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Discussion in 'Wanted' started by PeeJay1313, Sep 22, 2020.
I’m gonna set up a go fund me
Almost certainly- but I didn’t think of that when I posted that.
You want a rifle with history? You can get a Garand from the CMP. You can still get Mosin-Nagant 91-30 for a somewhat reasonable price (complete with a chunk of 2x4 to beat the bolt open). But if you want HISTORY- I would refer you to this pug nosed ugly brute that enforced Rule .303 over most of the world
the Short Magazine Lee Enfield. Still in use in some form after more than 100 years, has outlived 4 Kings & Queens of Britain, moderate recoil for a full caliber rifle, with enough steel on the front end to get your attention. Still copied in village workshops in 3rd world nations, and carried by warlords in places you don't even want to think about.
A lot of people still swear by Ed's Red. Interesting that transmission fluid was used as a substitute for sperm oil starting around WW2.
Sperm oil? That’s gross Sheep!
Ok, so the point with lube/protectant (slash)trans fluid mixture. I think I'll say away from it. I have a couple wood stock firearms. Not worth the risk... Back to task....
I would enjoy hearing about your historical firearms you have...
Hopefully I’ll have one soon, I just got the Go fund me set up
That was his point
The current president of CNN used to produce a show where the contestants were required to eat donkeys sperm. Completely off topic but thought I’d share this tidbit on a Saturday morning.
Now that is an historic firearm. I would be curious about how many figures that that pistol would appraise for. I would think not less than six.
The father of a man I used to work for was a very wealthy architect and avid gun collector. He had some "historic firearms" with a capital "H." His collection was like a museum. I really liked his Thompson, retired from the Chicago P.D. He also had a highly engraved and gold filled 1911 that Nixon had made for the Sha of Iran, but was never delivered.
When you walked into his basement "gun room" and two shooter automated shooting range, the first display piece you saw was a WWII .50 cal. tripod mounted machine gun, and it was not display only! He used to take it out to the local police range until the range officer banned it for the destruction of the mounds. Part of his collection was just machine guns. His best friend is one of the countries biggest class III dealers, still in business, and he always had his ear open for new "deals."
If you are loaded, you can have things like that. I have to settle for Mosins and Mausers.
No, definitely can't afford things of that "caliber".. lol
I’ve never had any interest in foreign military firearms
Like a Sharps Highwall in 45-70?
I have a historical 7x57 carbine from the Second Boer War. On May 10th 1901 it was taken from the owner, Pieter Huijsen, on his surrender to the troops of the New South Wales Mounted Infantry, who had just been thoroughly wazzocked over the previous day by the Boer unit of which Huijsen was a part. The prisoners were given POW numbers and escorted away, and out of history. If you watch Ian McCollum's Youtube channel, Forgotten weapons - Boer war rifles and carbines - you'll see another example of the carbine, serial number 6688, mine is 6691.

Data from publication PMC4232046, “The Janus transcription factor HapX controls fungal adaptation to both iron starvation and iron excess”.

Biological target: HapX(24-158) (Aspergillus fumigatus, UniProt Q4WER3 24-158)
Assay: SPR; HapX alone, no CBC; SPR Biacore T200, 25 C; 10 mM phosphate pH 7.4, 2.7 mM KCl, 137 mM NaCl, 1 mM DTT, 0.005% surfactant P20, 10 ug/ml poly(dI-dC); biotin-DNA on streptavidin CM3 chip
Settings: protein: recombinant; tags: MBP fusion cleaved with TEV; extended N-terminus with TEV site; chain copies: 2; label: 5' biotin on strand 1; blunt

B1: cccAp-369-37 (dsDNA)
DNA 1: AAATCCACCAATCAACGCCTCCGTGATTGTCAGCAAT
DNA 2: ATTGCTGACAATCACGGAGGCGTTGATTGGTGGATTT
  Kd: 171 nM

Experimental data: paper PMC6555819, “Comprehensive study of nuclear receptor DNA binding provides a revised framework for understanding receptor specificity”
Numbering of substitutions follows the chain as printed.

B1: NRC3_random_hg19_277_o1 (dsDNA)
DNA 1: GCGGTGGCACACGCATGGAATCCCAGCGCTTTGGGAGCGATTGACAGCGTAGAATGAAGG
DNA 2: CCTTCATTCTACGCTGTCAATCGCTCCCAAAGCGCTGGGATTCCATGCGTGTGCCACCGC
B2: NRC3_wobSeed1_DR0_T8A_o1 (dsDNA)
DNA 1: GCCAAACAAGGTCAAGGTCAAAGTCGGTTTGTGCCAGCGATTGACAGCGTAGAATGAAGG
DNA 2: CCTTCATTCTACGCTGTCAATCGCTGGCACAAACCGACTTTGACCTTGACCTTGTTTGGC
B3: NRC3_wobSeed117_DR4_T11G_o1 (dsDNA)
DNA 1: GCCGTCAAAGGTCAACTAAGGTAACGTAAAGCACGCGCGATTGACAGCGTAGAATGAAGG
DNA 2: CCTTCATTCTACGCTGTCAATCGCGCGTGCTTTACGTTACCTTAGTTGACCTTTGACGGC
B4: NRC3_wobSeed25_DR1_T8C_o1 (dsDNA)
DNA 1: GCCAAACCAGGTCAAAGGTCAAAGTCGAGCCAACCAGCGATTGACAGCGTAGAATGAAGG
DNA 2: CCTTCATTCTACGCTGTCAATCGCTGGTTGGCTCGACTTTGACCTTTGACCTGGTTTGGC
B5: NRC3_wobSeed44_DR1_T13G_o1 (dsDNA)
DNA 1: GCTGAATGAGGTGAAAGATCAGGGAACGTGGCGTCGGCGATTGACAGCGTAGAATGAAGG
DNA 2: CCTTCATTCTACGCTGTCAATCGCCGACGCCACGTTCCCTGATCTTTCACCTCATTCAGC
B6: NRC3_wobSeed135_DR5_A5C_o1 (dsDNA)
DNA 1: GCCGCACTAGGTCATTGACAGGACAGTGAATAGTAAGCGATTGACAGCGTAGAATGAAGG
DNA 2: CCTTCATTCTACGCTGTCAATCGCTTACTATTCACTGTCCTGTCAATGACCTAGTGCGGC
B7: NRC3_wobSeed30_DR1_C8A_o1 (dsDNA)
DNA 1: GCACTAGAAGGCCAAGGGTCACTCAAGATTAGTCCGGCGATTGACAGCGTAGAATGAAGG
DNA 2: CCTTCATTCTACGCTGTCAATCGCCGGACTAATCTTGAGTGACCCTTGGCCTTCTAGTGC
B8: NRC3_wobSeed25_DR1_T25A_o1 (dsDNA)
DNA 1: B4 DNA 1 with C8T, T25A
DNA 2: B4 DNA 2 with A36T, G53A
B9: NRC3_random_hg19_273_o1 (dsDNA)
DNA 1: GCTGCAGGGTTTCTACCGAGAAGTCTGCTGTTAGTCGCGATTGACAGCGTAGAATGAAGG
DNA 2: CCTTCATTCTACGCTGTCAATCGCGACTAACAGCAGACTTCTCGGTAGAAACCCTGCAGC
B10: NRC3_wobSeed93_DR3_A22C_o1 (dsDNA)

Top, another ex-African Mauser in 7x57
Centre, Boer War carbine
Bottom, Swiss K11
I DO have the cleaning rod, just for some reason I had it out when I took the pics.
My thanks go to M. Peter de Jaeger of Korranafontein Farm where the skirmish ended, with a heavy loss to the Australians in their first action with the Boers. They were the flanking protection for a column of British troops, BTW, and got carried away by their enthusiasm to see some action. Sadly, it all turned to ratsh*t for them in very short order when they discovered that the three or four Boers they'd seen on as ridge had about two hundred or more pals on the other side.....
It was not for sale, but I got to hold it. Wearing gloves.
When I was a teen, I met the Curator of the Museum of the Confederacy in Richmond VA. Whenever i was near there would stop by, say hi, and- museum joke- ask "What's new?" *answer is- Nothing- we're a museum!*
One day I stopped by, he said I know you have always had an interest in firearms- I have one you can look at- but don't cock it. Handed me a pair of white cotton gloves, then a ball and cap revolver.
Looked it over- very nice condition. After I handed it back and said thank you, he said "That was Robert E. Lee's revolver. We just got it. "
Outlaw and I went to the Rock Island Arsenal a few years back, how about m1903 serial number 1.
Stopped by my local gunsmiths a couple years to say hi, he knew I loved Colt single actions, he handed me a Colt single action in 44 Henry. I couldn’t believe it